One who believes that every dollar belongs to God, and is to be used for Him, will not imagine that he has discharged all obligation by "giving a tenth to the Lord." One who talks about the "Lord's tenth," probably thinks about "his own" nine-tenths. The question is not what proportion belongs to God, but having given all to Him, what proportion will best honor Him by being applied to the uses of myself and family, and what proportion will best honor Him by being applied to benevolent uses. Because necessities differ, this proportion will differ. One man has a small income and a large family; another has a large income and no family at all. Manifestly, the proportion which will best honor God by being applied to benevolence is much larger in the one case than in the other. If men's needs varied directly as their incomes, it might, perhaps, be practicable and reasonable to fix on some definite proportion as due from all to Christian and benevolent work. But while men's wants are quite apt to grow with their income, their needs do not. When John Wesley's income was L.30, he lived on L.28, and gave two; and when his income rose to L.60, and afterwards to L.120, he still lived on L.28 and gave all the remainder.
There are multitudes in the land who, after having given one-tenth of their increase, might fare sumptuously every day, gratifying every whim, and live with the most lavish expenditure. Would that fulfill the law of Christ?—self sacrifice.
There is always a tendency to substitute form for spirit, rules for principles. It is so much easier to conform the conduct to a rule than to make a principle inform the whole life. Moses prescribed rules; Christ inculcated principles—rules are for children, principles for men.
The law of tithes was given when the race was in its childhood, and the relations of money to the kingdom of God were radically different from what they are now. Money had no such spiritual equivalents then as now. The Jew was required simply to make provision for his own worship; and this might appropriately be met by levying upon a certain portion of his increase. But, under the Christian dispensation, the world is our country, and the race our kindred. The needs of the world to-day are boundless; hence, every man's obligation to supply that need is the full measure of his ability; not one tenth or any other fraction of it.
The principle that every dollar is to be used in the way that will best honor God is as applicable to capital as to increase or income, and in many cases requires that a portion of capital be applied directly to benevolent uses. "But," says one, "I must not give of my capital, because that would impair my ability to give in the future. I must not kill the goose that lays the golden egg." The objection is of weight, especially in ordinary times; but these are times wholly extraordinary; and this is the world's emergency. It may be quite true that giving one dollar now out of your capital would prevent your giving five dollars fifteen years hence. But one dollar now may be worth ten dollars fifteen years later.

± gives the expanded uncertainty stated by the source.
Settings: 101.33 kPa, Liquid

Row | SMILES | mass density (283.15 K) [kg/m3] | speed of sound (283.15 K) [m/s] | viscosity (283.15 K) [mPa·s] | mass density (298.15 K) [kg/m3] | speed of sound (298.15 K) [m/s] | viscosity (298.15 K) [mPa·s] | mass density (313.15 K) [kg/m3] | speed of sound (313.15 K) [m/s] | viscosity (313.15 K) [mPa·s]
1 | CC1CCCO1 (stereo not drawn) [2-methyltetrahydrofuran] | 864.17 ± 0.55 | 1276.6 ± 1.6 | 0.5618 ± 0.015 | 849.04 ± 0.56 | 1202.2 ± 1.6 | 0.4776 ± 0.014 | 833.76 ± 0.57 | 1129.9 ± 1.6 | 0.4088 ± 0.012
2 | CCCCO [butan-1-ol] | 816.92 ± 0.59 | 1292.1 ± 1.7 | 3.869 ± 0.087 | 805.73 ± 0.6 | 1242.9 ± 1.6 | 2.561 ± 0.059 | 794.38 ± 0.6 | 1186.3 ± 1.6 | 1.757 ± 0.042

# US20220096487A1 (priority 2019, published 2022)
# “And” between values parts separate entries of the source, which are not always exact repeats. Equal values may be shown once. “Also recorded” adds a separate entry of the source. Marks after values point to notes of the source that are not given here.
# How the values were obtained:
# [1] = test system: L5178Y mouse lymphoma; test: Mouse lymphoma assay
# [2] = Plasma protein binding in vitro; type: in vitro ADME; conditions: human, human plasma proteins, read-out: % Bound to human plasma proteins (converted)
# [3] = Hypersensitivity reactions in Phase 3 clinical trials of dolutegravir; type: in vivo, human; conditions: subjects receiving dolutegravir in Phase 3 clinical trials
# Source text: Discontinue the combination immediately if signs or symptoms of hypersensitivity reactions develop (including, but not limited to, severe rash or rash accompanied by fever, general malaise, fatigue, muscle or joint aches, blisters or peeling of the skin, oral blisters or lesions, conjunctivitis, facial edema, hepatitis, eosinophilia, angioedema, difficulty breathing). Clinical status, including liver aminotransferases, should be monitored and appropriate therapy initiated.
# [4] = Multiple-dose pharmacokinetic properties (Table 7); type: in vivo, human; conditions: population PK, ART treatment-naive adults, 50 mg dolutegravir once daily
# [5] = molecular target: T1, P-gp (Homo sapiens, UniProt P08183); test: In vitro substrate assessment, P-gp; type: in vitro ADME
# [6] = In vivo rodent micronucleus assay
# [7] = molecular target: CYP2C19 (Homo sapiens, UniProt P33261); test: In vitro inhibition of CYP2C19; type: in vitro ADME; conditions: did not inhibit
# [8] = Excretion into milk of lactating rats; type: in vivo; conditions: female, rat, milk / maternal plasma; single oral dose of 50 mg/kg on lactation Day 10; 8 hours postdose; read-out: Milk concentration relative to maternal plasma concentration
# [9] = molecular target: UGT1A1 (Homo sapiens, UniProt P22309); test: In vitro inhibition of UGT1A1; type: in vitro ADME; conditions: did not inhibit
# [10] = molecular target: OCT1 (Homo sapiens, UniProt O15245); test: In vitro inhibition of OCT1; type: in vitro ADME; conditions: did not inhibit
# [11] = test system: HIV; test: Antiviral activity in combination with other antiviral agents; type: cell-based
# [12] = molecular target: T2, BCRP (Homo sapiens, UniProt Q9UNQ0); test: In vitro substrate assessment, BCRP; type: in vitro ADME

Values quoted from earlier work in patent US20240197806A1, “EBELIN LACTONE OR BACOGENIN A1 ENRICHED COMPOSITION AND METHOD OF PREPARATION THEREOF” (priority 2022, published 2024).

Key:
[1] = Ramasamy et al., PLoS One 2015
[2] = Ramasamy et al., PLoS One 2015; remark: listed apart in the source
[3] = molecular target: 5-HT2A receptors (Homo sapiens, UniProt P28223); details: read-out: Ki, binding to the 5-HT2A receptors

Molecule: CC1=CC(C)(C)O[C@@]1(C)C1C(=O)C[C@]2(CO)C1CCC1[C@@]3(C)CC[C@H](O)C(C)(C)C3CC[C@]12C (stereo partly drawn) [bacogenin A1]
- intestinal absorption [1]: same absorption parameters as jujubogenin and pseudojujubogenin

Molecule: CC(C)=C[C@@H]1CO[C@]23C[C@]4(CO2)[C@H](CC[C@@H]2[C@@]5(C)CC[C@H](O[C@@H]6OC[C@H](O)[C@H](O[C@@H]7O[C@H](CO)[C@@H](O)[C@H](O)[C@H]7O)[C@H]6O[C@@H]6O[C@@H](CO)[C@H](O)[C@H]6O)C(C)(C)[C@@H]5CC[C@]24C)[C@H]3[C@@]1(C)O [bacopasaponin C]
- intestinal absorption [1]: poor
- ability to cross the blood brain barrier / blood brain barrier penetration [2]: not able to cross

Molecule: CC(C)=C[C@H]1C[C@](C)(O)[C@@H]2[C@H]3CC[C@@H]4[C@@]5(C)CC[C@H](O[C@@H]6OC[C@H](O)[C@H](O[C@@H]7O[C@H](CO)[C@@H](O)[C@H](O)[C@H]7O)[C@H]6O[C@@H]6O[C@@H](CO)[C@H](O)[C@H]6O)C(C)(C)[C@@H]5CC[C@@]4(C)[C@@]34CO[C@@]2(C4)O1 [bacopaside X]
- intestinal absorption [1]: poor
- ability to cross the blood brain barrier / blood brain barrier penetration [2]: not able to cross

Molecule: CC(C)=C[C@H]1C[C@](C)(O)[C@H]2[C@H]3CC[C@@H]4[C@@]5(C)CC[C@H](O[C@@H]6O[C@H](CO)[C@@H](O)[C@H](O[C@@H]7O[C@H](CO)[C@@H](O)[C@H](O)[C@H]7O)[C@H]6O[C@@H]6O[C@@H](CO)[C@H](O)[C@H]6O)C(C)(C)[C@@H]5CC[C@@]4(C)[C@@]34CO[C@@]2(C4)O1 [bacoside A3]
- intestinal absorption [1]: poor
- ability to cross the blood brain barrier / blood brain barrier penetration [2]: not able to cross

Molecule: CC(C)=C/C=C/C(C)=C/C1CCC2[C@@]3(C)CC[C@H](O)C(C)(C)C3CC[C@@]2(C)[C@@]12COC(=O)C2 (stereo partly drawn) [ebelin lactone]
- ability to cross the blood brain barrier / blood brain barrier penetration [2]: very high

Money, like corn, has a two-fold power—that of ministering to want, and that of reproduction. If there were a famine in the land, no matter how sore it might be, it would be folly to grind up all the seed-corn for food. But, on the other hand, suppose, in the midst of the famine, after feeding their families and doling out a handful in charity, the farmers were to put all the increase back into the ground, and do it year after year, while the world was starving! That would be worse than foolish. It would be criminal. Yet that is what multitudes of men are doing. Instead of applying the power in money to the end for which it was intrusted to them, they use it almost wholly to accumulate more power. A miller might as well spend his life building his dam higher and higher, and never turn the water on to his wheel.
Bishop Butler said to his secretary: "I should be ashamed of myself, if I could leave ten thousand pounds behind me." Many professed Christians die "disgracefully and wickedly rich." The shame and sin, however, lie not in the fact that the power was gathered, but that it was unwielded.
It is every man's duty to wield the widest possible power for righteousness. But let a man beware! This power in money is something awful. It is more dangerous than dynamite. The victims of "saint-seducing gold" are numberless. If a Christian grows rich, it should be with fear and trembling, lest the "deceitfulness of riches" undo him; for Christ spoke of the salvation of a rich man as something miraculous.—Luke 18:24-27.
Let no man deceive himself by saying: "I will give when I have amassed wealth. I desire money that I may do good with it; but I will not give now, that I may give the more largely in the future." That is the pit into which many have fallen. If a man is growing large in wealth, nothing but constant and generous giving can save him from growing small in soul. In determining the amount of his gifts, and the question whether he should impair the capital, or to what extent, a man should never lose sight of a distinct and intelligent aim to do the greatest possible good in a life-time. Each must decide for himself what is the wisest, the highest use of money; and we need often to remind ourselves of the constant tendency of human nature to selfishness and self-deception.—Selected.